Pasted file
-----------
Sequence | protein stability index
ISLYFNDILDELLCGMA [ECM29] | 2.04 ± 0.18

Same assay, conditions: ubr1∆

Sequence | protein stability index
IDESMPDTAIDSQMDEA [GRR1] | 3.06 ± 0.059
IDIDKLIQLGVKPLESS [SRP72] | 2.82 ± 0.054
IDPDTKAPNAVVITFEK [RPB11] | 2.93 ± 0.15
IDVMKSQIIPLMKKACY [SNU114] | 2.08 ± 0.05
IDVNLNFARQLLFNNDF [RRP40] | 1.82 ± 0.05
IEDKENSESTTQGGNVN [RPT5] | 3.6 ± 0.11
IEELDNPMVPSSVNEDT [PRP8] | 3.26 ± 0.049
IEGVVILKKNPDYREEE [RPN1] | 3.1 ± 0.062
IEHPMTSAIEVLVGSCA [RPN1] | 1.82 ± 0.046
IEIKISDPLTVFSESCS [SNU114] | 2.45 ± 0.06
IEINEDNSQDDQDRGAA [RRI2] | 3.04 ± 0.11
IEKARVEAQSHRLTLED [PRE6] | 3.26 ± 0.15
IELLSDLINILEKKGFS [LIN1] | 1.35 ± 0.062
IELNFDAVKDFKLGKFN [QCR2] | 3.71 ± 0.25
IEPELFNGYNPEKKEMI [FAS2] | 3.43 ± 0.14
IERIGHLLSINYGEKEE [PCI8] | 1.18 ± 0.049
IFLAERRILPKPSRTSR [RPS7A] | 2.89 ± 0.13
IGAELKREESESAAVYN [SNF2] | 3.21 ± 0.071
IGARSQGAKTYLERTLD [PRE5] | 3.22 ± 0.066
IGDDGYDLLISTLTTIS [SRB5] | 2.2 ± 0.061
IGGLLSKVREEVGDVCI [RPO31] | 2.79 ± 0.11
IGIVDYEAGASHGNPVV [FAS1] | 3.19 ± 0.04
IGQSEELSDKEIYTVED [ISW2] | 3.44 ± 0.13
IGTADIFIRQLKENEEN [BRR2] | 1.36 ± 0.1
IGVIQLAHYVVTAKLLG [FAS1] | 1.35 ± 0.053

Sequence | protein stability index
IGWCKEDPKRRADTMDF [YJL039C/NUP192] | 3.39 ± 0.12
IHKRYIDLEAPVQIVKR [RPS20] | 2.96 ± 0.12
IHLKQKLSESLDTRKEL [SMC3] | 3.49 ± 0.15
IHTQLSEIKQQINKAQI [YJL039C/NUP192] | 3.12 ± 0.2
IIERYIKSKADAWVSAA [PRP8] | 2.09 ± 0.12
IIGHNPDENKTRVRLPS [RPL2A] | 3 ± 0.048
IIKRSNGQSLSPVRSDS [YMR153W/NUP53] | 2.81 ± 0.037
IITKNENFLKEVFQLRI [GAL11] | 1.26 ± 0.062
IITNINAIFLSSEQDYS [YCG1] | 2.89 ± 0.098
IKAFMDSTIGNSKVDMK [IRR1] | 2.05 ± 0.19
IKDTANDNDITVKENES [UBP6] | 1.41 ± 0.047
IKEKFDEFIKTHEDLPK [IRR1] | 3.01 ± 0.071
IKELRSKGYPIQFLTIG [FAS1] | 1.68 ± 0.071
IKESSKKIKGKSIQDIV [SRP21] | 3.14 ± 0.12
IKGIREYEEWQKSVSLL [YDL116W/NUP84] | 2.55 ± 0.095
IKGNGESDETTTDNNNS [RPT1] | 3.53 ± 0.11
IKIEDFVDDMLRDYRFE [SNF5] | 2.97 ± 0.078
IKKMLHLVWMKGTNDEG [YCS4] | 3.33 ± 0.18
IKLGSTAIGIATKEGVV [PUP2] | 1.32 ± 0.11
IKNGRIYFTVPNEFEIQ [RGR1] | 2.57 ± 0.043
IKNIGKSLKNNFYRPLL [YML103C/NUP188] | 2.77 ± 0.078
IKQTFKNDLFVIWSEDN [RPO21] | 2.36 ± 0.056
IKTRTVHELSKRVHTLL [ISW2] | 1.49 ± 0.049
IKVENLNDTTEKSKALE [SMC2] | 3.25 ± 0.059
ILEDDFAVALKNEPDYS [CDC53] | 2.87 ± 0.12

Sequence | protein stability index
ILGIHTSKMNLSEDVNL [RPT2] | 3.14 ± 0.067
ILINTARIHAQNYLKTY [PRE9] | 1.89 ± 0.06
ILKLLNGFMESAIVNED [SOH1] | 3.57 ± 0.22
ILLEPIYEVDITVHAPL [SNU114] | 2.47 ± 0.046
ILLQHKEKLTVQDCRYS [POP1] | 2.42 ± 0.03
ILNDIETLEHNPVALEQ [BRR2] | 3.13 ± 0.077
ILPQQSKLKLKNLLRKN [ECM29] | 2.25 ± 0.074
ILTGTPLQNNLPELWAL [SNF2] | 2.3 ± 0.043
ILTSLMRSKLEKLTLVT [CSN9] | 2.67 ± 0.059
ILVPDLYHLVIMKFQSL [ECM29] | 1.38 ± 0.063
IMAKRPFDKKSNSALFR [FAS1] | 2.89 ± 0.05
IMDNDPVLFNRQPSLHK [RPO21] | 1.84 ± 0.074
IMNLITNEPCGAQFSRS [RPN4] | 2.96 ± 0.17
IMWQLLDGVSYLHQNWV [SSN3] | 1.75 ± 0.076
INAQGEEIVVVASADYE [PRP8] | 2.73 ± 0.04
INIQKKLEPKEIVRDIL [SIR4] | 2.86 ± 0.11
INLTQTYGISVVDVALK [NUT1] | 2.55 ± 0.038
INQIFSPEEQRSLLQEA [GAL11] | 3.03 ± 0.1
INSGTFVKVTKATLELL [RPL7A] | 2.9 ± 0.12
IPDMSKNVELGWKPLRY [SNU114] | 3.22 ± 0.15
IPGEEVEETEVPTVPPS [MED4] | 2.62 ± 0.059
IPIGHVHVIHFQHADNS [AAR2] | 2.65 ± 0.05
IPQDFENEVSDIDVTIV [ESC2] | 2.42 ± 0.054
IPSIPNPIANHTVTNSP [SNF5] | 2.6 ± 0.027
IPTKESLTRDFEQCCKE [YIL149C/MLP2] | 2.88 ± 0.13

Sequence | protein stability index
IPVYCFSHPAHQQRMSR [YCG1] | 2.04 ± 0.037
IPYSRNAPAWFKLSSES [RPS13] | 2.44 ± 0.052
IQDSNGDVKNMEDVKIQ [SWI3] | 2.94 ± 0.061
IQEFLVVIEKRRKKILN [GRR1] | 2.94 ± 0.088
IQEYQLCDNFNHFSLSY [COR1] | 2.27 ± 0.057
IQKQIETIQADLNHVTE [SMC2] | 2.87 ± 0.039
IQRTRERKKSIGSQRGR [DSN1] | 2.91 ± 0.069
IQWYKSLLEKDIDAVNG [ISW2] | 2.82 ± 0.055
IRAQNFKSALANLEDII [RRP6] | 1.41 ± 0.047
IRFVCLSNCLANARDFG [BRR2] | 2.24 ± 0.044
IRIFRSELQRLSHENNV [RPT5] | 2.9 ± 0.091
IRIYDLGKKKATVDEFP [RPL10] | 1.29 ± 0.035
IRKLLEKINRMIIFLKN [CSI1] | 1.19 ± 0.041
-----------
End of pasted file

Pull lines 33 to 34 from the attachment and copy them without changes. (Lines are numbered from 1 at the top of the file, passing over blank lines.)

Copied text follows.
IHLKQKLSESLDTRKEL [SMC3] | 3.49 ± 0.15
IHTQLSEIKQQINKAQI [YJL039C/NUP192] | 3.12 ± 0.2